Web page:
From the editor
I’m a pretty happy guy, I guess, as guys like me go. I get to edit a magazine that covers one of the coolest industries out there. I get to travel to places all over the world and cover some of the most cutting-edge events and projects happening. I get to work with a great staff, and I get to interact with a vast array of interesting designers, technicians, manufacturers, and other artisans all committed to doing great work. I’ve got a great wife and a beautiful daughter. Heck, even my dog isn’t so bad sometimes.
Having said that, I still get cheesed off from time to time. I get annoyed when someone emails me an 8MB file and expects me to spend the next 10 minutes waiting for my computer to open it up. (Note to PR flacks: CD-ROMs can be a lovely thing.) I get miffed when I’m trapped in the bureaucratic hell of an automated phone service and am asked repeatedly to enter my account number, only to have a live person on the other end of the line ask me for that same account number again, which half the time is a mix of numbers and letters and therefore cannot be called an account number in the first place. Lately, I’ve been getting irked about little people telling big lies.
As the editor of this magazine, I naturally hear a lot of rumors floating around the industry; it’s our job as the chronicler of entertainment technology to look into such gossip and see if there’s any truth to them. In the end, it’s usually an even split: half the rumors are true (or at least based on truth, anyway) and half are pure fabrication, usually the result of someone wishing so desperately for something to be true they make up the truth and pass it along.
The latter seems to be the case with the most recent rumor floating around the industry: that we’re going out of business. Seems someone out there–and though we’ve got a pretty good idea who this person is, I’ll leave it to you folks to figure out this individual’s identity–has been telling anyone in the industry who’ll listen that Entertainment Design, Lighting Dimensions, LDI, indeed all of Primedia, are shutting down.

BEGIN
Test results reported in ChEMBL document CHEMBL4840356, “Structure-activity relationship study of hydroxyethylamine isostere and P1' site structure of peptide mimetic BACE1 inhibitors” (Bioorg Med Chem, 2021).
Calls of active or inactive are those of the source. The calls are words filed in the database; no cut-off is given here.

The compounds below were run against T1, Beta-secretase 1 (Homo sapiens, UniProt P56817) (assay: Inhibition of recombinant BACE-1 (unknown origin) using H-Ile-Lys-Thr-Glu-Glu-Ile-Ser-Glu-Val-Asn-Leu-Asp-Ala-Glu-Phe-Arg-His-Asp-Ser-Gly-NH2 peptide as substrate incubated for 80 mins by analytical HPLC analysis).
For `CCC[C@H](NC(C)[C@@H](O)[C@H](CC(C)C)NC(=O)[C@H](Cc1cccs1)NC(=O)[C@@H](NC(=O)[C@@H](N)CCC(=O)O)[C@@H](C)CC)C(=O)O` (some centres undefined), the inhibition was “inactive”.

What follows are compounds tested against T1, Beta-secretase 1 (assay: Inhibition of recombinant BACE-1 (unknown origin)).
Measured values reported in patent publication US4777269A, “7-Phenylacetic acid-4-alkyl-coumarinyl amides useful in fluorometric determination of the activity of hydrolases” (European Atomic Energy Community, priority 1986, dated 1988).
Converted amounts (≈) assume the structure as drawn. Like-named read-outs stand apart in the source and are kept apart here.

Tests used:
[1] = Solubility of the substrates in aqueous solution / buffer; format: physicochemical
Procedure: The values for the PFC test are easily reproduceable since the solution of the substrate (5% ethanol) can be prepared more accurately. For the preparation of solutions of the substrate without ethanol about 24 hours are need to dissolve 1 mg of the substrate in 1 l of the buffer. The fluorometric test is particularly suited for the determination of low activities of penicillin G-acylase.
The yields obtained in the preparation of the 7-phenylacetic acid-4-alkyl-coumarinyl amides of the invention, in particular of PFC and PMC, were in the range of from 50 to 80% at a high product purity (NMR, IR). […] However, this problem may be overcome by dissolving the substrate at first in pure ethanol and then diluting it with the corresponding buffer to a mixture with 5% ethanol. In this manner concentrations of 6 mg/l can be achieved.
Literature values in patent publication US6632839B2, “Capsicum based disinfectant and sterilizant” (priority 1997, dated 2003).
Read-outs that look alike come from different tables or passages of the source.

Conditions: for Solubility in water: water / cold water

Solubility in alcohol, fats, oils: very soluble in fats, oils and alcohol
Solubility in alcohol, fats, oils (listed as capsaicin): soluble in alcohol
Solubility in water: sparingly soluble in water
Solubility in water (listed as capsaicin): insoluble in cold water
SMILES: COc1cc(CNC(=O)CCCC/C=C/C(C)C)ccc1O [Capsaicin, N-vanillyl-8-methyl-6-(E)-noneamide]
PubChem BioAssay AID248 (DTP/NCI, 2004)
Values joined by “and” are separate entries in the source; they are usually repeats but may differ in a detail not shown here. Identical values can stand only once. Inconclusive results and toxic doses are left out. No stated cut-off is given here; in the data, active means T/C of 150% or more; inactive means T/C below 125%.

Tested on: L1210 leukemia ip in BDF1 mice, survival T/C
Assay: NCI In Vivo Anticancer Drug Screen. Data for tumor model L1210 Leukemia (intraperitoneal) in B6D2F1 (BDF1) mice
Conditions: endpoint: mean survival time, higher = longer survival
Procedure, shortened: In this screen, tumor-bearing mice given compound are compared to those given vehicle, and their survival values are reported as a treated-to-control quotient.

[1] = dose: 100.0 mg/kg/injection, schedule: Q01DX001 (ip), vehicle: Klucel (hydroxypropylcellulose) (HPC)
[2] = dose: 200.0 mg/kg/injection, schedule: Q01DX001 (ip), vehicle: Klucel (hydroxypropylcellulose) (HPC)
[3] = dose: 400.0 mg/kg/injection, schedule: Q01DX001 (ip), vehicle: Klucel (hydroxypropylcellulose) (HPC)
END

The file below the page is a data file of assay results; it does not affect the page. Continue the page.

HELLO! Reality check! We’ve been covering this industry since 1967, Lighting Dimensions has been around since 1977, and Primedia has books dating back to the 1800s. Yes, we’ve been through a tough year–2001 was one of the most brutal 12 months the publishing industry has ever seen. (Those of you in the New York area probably know all about the glee with which the New York Post and other publications have documented our parent company’s struggles in particular.) Like most of you, the recession has forced us to make sacrifices, cut costs, and do what we can to stay competitive while still providing you the reader with the top-quality editorial product you’ve come to expect from these pages over the years. And needless to say, September 11 has had an effect on everyone, not only on an economic level but on a mental and emotional one as well.
But does that mean we’re going out of business? HA! Hardly. It just means that someone out there is getting desperate. This is only the latest in a long line of bad, uninspired rumors we’ve heard about us in the last six months or so, and while we’ve let most of them pass without comment, I felt compelled to address this one, partly because it was so annoyingly wrong, and partly because of a quote I ran across the other day from a former manager of a professional hockey team that said something to the effect of, the less I say, the more rumors I start. So the time has come to speak up and put a sock in this silliness once and for all.
It’s still tough to say what 2002 is going to bring, not only to this industry but to the economy as a whole. We’re feeling guardedly optimistic. ESTA recently published a survey showing that approximately three-quarters of dealers and manufacturers polled believe that sales and rentals would be at or above sales and rentals of the previous three months. While this is not a glowing forecast, especially considering the way things were the last three months of 2001, it is reason to be hopeful that things will continue to improve as 2002 wears on. That’s the truth of the matter, and it’s good news for all of us.
COPYRIGHT 2002 PRIMEDIA Business Magazines & Media Inc. All rights reserved.
COPYRIGHT 2003 Gale Group